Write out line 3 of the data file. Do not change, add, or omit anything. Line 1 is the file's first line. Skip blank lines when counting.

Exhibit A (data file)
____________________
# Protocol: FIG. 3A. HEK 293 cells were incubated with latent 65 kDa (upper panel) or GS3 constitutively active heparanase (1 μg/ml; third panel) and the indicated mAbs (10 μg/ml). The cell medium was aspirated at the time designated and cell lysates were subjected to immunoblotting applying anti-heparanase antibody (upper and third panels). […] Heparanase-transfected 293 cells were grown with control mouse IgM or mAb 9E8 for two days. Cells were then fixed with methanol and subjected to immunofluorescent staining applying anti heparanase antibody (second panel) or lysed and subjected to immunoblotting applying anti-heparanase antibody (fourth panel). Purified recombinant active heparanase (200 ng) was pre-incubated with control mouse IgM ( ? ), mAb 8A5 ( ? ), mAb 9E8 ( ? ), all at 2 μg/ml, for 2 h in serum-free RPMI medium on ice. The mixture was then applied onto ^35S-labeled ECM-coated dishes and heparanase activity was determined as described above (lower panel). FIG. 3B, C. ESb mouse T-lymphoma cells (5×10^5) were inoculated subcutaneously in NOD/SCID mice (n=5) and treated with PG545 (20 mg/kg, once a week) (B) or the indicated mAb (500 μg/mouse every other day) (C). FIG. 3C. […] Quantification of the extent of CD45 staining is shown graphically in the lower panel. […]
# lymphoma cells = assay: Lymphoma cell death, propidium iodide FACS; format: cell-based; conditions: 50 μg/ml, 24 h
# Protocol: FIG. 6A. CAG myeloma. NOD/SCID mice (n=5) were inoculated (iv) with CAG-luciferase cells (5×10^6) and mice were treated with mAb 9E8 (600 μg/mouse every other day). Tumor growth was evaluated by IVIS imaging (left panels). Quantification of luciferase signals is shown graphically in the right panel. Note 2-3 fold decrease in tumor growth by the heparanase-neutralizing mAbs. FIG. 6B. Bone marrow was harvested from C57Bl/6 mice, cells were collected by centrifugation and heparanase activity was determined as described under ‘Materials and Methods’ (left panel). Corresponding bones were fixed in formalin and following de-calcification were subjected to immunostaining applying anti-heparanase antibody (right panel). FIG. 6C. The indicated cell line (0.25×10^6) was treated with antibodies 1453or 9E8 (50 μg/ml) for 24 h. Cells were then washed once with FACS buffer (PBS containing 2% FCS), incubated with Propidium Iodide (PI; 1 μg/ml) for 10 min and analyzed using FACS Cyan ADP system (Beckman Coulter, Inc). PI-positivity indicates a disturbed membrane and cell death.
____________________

# Protocol: FIG. 6A. CAG myeloma. NOD/SCID mice (n=5) were inoculated (iv) with CAG-luciferase cells (5×10^6) and mice were treated with mAb 9E8 (600 μg/mouse every other day). Tumor growth was evaluated by IVIS imaging (left panels). Quantification of luciferase signals is shown graphically in the right panel. Note 2-3 fold decrease in tumor growth by the heparanase-neutralizing mAbs. FIG. 6B. Bone marrow was harvested from C57Bl/6 mice, cells were collected by centrifugation and heparanase activity was determined as described under ‘Materials and Methods’ (left panel). Corresponding bones were fixed in formalin and following de-calcification were subjected to immunostaining applying anti-heparanase antibody (right panel). FIG. 6C. The indicated cell line (0.25×10^6) was treated with antibodies 1453or 9E8 (50 μg/ml) for 24 h. Cells were then washed once with FACS buffer (PBS containing 2% FCS), incubated with Propidium Iodide (PI; 1 μg/ml) for 10 min and analyzed using FACS Cyan ADP system (Beckman Coulter, Inc). PI-positivity indicates a disturbed membrane and cell death.